House hunting in London is a curiously unhealthy combination of adrenaline-filled and boring. I lived there last year, and it took almost two months of traipsing around to places that turned out not to exist and places that did exist but only in an alternative universe where I was a princess from Doha with oil money to spend. I had to find somewhere to put myself and my things. Before I left Dublin I gave away almost everything — my furniture, my plants, my secrets. I held onto what I needed, which apparently was one entire suitcase of gym gear that had mysteriously gotten too tight to wear (peanut butter) and four champagne glasses, not flutes, but those 1920s style ones that I pretend to be Bette Davis with.
At first I sublet a place in Turnpike Lane. I knew I’d be safe there, because there were security cameras and police everywhere and everybody was always shouting. The little flat had a garden that was covered in snow. I guessed at the shapes — maybe a slide, maybe a little stone fountain, Tilda Swinton blanketed them all so I never found out. On and on went the bonkers round of viewings and exchanges with demented estate agents. The scientist whose wine I’d been drinking came home after 5 weeks and the sublet ended. I stayed in a friend’s place in Dalston while she was away. I tried on one of her dresses and mysteriously ripped the seam (peanut butter). There was a small deck out the back, dark and covered in hanging branches, a dejected looking barbecue unsure of what would happen next. I didn’t have the heart to tell it Next thing I knew, Josie was back too.
When I said estate agents were demented earlier, I meant it, but not, as my mother would say, in a bad way. It’s easy to rag on that profession, but that isn’t what I’m doing. Estate agents in London are demented from thinking about money and moving and more money all day every day in a crazy whirl that is spinning up and up with no resting place between floors. I’d be demented too.
I was back in Ireland one day, visiting family, peeling the inevitable potatoes, when I got a text from my flatmate to be saying she had found somewhere, that it was crazy pricey and it had a garden. After months of searching, it came down to my texted response, I got starchy water on my phone as I typed ‘take it!’ I included two emojis, a smiley face with a tiny gun pointing to it. I hoped this would convey my excitement.
The apartment was in Stoke Newington and had almost exactly doubled in rent since the last lease, three years previously. I knew this because Matt, the estate agent, sent me the previous tenant’s lease by accident. His boss, a woman who seemed to be called Tugboat, didn’t let him deal with us after that. Except for one time when he called over to check on the mouse issue (colony) in the kitchen. He found me on the front steps in the sun and we sat there together for a while in a pretty nice silence. He asked why I wasn’t using the back garden, and I showed him. The brand new sun had made it go crazy. It was tangled and overgrown and blown down and anyway, I explained, a fox was using it to bring up her baby foxes.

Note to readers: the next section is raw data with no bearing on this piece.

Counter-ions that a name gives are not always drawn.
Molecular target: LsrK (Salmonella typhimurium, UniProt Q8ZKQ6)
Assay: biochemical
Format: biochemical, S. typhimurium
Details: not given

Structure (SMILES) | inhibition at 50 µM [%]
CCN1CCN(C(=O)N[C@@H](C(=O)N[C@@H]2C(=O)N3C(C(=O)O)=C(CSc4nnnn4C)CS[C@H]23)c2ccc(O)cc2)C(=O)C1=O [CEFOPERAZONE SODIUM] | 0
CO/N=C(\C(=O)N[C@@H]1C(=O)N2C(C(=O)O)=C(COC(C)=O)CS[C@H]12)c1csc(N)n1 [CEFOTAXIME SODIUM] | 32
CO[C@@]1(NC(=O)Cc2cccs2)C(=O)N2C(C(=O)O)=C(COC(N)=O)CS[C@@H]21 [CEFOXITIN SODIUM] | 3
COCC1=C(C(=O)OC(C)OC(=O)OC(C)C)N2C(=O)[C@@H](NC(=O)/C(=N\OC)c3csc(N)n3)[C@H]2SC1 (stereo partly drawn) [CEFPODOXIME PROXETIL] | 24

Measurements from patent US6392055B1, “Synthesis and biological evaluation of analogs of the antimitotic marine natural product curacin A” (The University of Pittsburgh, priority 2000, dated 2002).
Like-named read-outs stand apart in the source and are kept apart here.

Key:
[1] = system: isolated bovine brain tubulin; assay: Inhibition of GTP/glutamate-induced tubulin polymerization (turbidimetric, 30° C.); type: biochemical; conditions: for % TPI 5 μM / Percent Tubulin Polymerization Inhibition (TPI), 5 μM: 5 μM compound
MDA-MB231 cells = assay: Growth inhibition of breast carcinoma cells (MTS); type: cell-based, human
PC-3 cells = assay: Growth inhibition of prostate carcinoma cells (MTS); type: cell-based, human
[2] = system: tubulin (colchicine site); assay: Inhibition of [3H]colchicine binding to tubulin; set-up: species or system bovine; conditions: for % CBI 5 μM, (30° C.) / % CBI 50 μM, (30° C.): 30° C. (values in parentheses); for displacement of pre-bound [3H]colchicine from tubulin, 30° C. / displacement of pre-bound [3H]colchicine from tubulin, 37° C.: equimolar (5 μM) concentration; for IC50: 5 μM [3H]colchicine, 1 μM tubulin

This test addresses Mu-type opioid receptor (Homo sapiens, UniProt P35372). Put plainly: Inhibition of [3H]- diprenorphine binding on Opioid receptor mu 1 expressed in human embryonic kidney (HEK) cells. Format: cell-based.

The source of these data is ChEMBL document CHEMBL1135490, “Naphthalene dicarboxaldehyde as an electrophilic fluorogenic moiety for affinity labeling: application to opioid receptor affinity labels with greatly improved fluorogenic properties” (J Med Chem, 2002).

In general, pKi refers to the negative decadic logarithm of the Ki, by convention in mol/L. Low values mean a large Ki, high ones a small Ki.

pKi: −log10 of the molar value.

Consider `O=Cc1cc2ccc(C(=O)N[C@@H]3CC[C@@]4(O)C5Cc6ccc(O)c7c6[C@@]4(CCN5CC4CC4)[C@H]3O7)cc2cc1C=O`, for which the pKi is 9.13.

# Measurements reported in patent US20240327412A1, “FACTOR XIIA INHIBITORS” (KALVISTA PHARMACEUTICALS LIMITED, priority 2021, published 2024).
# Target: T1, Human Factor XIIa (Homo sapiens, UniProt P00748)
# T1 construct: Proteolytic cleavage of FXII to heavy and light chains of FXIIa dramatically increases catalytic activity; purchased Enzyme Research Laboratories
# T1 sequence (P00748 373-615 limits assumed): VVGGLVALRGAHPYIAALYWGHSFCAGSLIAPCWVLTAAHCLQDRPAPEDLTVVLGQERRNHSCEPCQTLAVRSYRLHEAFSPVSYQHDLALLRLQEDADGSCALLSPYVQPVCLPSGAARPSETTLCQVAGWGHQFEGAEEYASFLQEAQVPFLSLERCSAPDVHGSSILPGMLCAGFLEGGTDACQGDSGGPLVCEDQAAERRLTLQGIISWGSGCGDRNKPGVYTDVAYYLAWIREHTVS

We lived in the house through the burning hot summer, and never used the garden. I would glance at it, see how the foxes were doing, resist naming them and counting them as friends. I felt a dull guilt about the garden. I kept meaning to do something about it. That vague and exasperating feeling was not limited to the garden. The poor old garden was the symbol of a reality that stretched to pretty much every part of me at that time. The hum of ‘I must do something about this’ haunted me through the hottest and loneliest summer of my life (so far!)
I had to leave London. I was determined to get the garden cleared before I went and this decision took on an exaggerated importance in my mind. I found a man on Gumtree called Sorya. The next morning, as I packed up my belongings, he came puffing up the steps — some kind of saviour in a white tracksuit, holding a strimmer in one hand, bouncing a wheelbarrow behind him with the other. As he smoked a cigarette to get his breath back, I asked him to clear everything, except the foxes den. Two hours later, the place was clear. I went out with a mug of tea for Sorya and looked at the new carpet of thorns and weeds and nettles. He began shovelling it into the wheelbarrow when I saw a big bunch of grapes , glistening and perfect, straight from a Roman banquet. I asked him if he’d brought them, and he explained no, there were three vines, full of grapes, and he’d pulled them down as instructed.
Gardening lends itself to metaphor embarrassingly easily. Cultivating, growing, nurturing, — I will spare you. Suffice to say that part of me regrets not thinking to look for treasure in the ruins, part of me is comforted by finding out it was there all along, and it will always be. I don’t know, I just know that I stood there for a long time , uncomfortably shifting in my too-tight running leggings, drinking recycled London water from a goddamn champagne glass, watching him tip the contents of the wheelbarrow into the bin, jewels and all.